Archives for May, 2012 - Page 2

General

Congrats on Your Unfocused Mind (Part 2)

Another excerpt from "Attention Surplus" (which is "100 meditative propositions that reframe the concept of ADD from a strength- and empowerment-based perspective"):

[continued from Part 1]

27.  Congratulations to you if you have an unfocused mind!

28.  I repeat: your “attention deficit” is an attention surplus.

29.  Indeed, by not getting stuck on one thing, you manage to track many things.

30.  A distractible mind is an agile mind.

31.  A mind that cannot be distracted is a...
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Mindful Emotional Eating

3 Principles of Mindful Emotional Eating

You have two options in regard to emotional eating: you can try to eliminate it altogether or you can try to make better use of it by making emotional eating more conscious. The latter would be consistent with the goals of harm reduction, a humanistic form of psychotherapy that offers a pragmatic risk-reduction approach to managing problematic behaviors.

3 Principles of Mindful Emotional Eating

If becoming a mindful emotional eater is the goal you'd like to pursue, the following three principles will help you transition from mindlessly-reactive emotional eating to mindfully-conscious emotional eating in moderation:

1) when eating to cope with emotions, accept emotional eating as a legitimate coping choice, not a coping failure;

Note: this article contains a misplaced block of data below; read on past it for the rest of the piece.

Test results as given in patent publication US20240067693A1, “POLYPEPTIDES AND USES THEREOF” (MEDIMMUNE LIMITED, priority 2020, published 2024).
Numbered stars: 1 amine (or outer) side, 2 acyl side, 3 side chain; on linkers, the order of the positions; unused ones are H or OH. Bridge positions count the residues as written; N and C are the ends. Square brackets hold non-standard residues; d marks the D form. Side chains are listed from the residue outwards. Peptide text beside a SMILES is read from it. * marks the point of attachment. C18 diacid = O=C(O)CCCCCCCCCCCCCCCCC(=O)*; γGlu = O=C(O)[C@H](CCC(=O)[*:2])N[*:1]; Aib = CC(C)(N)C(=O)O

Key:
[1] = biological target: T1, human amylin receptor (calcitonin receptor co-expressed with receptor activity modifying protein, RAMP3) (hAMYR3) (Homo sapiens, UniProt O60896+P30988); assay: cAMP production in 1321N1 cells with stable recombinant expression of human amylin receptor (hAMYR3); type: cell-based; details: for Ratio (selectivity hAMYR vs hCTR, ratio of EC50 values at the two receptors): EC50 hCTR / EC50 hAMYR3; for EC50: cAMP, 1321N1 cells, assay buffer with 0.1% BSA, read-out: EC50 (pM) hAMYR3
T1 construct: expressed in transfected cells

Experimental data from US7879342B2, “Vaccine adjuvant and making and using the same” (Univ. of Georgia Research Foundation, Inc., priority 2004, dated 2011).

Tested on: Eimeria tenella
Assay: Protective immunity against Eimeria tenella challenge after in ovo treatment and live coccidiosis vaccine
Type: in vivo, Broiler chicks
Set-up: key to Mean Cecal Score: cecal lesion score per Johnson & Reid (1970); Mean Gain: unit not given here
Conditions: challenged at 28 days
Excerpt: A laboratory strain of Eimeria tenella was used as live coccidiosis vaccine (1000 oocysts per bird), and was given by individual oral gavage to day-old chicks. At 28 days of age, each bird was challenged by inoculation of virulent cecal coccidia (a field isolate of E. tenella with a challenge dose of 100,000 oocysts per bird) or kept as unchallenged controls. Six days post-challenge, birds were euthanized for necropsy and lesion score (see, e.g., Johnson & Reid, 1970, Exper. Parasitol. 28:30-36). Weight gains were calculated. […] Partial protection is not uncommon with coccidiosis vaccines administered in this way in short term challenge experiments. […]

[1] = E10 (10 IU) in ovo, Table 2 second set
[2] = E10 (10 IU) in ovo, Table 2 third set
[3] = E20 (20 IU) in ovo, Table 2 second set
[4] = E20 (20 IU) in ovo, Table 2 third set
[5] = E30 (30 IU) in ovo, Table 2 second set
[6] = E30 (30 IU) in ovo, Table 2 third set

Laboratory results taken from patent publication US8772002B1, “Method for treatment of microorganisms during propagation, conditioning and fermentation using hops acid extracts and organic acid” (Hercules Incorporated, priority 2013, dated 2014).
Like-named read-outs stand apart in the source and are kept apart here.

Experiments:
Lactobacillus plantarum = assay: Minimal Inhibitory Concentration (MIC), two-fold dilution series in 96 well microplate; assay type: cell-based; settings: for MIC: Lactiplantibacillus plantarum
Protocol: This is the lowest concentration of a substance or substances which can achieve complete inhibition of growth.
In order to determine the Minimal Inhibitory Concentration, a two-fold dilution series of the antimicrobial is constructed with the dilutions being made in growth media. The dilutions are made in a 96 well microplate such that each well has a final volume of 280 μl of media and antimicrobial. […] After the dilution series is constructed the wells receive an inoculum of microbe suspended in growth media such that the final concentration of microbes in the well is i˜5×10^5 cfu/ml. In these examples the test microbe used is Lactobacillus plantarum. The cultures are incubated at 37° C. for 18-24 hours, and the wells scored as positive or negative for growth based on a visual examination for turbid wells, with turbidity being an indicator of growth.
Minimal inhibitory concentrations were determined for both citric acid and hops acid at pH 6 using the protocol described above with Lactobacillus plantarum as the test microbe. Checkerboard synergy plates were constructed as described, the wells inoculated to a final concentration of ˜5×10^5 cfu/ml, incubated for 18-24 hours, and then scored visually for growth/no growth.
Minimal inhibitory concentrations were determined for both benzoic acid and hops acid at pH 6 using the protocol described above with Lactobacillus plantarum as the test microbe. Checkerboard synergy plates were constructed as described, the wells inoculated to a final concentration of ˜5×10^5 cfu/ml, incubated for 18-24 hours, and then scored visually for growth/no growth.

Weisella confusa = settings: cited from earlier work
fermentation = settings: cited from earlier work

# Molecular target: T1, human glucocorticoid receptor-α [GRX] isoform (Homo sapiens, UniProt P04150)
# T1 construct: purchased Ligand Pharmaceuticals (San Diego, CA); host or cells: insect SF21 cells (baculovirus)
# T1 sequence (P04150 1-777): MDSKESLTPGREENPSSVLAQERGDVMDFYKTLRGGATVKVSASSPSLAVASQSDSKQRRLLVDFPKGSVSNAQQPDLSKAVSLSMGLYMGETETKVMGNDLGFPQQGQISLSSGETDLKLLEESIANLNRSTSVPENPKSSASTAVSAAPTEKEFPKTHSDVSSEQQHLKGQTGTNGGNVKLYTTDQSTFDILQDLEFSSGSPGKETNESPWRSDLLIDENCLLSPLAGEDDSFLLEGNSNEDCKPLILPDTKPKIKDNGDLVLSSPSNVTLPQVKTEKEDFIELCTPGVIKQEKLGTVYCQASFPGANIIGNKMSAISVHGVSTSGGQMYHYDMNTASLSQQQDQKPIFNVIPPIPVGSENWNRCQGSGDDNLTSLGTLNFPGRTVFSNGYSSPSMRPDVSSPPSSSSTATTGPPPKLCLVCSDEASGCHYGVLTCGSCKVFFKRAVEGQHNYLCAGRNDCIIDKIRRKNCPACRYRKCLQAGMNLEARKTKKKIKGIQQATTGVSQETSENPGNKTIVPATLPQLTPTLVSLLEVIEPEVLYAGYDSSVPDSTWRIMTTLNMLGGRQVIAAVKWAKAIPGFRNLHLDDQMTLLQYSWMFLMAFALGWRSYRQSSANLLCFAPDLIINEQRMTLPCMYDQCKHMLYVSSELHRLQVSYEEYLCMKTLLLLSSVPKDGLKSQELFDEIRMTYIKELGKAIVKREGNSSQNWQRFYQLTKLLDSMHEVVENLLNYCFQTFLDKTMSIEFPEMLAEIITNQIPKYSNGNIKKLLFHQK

2) when eating to cope with emotions, follow a predictable eating ritual, with clear start and end points;

3) when eating to cope with emotions, remember that emotional eating does not have to mean emotional overeating.

Following these guidelines will help you approach emotional eating with a sense of control.

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General

Congrats On Your Unfocused Mind

An excerpt from "Attention Surplus" (which is "a hundred meditative thoughts that reframe the concept of ADD from a strength- and empowerment-based perspective"):

1. A focused mind is a closed mind: to pay attention to one thing is to ignore another thing.

3. Mind is one-track: to pay attention to “this” is to ignore “that.”

4. Attention is zero-sum: to see one thing is to be blind to another thing.

5. That’s how attention works.  And that is normal.

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